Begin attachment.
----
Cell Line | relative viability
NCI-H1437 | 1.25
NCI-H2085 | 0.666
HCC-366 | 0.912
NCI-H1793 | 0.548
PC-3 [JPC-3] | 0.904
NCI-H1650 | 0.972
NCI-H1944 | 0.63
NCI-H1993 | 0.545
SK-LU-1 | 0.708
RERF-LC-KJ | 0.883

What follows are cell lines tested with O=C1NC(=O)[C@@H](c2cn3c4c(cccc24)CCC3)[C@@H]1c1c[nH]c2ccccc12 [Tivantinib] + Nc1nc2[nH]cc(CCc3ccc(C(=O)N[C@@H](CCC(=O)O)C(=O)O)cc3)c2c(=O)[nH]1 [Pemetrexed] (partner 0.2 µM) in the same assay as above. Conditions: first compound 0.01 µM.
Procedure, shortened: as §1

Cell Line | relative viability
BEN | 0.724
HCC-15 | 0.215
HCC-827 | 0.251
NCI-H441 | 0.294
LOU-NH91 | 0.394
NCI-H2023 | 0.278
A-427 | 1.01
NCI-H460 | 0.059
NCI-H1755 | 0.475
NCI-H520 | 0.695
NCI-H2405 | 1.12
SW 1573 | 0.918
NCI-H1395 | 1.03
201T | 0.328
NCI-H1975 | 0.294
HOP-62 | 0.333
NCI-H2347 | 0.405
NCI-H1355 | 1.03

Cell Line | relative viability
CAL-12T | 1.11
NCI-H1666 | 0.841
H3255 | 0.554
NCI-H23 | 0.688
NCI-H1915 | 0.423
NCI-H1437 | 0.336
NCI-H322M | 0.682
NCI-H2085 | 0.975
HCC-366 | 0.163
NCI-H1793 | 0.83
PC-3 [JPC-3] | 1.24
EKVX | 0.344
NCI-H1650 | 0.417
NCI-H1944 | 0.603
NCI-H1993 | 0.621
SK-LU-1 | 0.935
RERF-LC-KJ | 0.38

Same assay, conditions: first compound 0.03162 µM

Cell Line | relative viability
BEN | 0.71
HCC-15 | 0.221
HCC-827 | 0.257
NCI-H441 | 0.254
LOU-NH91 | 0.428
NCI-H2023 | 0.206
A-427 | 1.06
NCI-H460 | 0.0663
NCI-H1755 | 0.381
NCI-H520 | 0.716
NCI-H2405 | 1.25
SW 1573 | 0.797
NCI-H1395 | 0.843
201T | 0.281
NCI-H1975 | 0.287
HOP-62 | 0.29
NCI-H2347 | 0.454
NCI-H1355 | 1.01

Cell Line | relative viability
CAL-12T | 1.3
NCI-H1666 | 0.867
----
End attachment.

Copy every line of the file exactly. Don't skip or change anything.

Cell Line | relative viability
NCI-H1437 | 1.25
NCI-H2085 | 0.666
HCC-366 | 0.912
NCI-H1793 | 0.548
PC-3 [JPC-3] | 0.904
NCI-H1650 | 0.972
NCI-H1944 | 0.63
NCI-H1993 | 0.545
SK-LU-1 | 0.708
RERF-LC-KJ | 0.883

What follows are cell lines tested with O=C1NC(=O)[C@@H](c2cn3c4c(cccc24)CCC3)[C@@H]1c1c[nH]c2ccccc12 [Tivantinib] + Nc1nc2[nH]cc(CCc3ccc(C(=O)N[C@@H](CCC(=O)O)C(=O)O)cc3)c2c(=O)[nH]1 [Pemetrexed] (partner 0.2 µM) in the same assay as above. Conditions: first compound 0.01 µM.
Procedure, shortened: as §1

Cell Line | relative viability
BEN | 0.724
HCC-15 | 0.215
HCC-827 | 0.251
NCI-H441 | 0.294
LOU-NH91 | 0.394
NCI-H2023 | 0.278
A-427 | 1.01
NCI-H460 | 0.059
NCI-H1755 | 0.475
NCI-H520 | 0.695
NCI-H2405 | 1.12
SW 1573 | 0.918
NCI-H1395 | 1.03
201T | 0.328
NCI-H1975 | 0.294
HOP-62 | 0.333
NCI-H2347 | 0.405
NCI-H1355 | 1.03

Cell Line | relative viability
CAL-12T | 1.11
NCI-H1666 | 0.841
H3255 | 0.554
NCI-H23 | 0.688
NCI-H1915 | 0.423
NCI-H1437 | 0.336
NCI-H322M | 0.682
NCI-H2085 | 0.975
HCC-366 | 0.163
NCI-H1793 | 0.83
PC-3 [JPC-3] | 1.24
EKVX | 0.344
NCI-H1650 | 0.417
NCI-H1944 | 0.603
NCI-H1993 | 0.621
SK-LU-1 | 0.935
RERF-LC-KJ | 0.38

Same assay, conditions: first compound 0.03162 µM

Cell Line | relative viability
BEN | 0.71
HCC-15 | 0.221
HCC-827 | 0.257
NCI-H441 | 0.254
LOU-NH91 | 0.428
NCI-H2023 | 0.206
A-427 | 1.06
NCI-H460 | 0.0663
NCI-H1755 | 0.381
NCI-H520 | 0.716
NCI-H2405 | 1.25
SW 1573 | 0.797
NCI-H1395 | 0.843
201T | 0.281
NCI-H1975 | 0.287
HOP-62 | 0.29
NCI-H2347 | 0.454
NCI-H1355 | 1.01

Cell Line | relative viability
CAL-12T | 1.3
NCI-H1666 | 0.867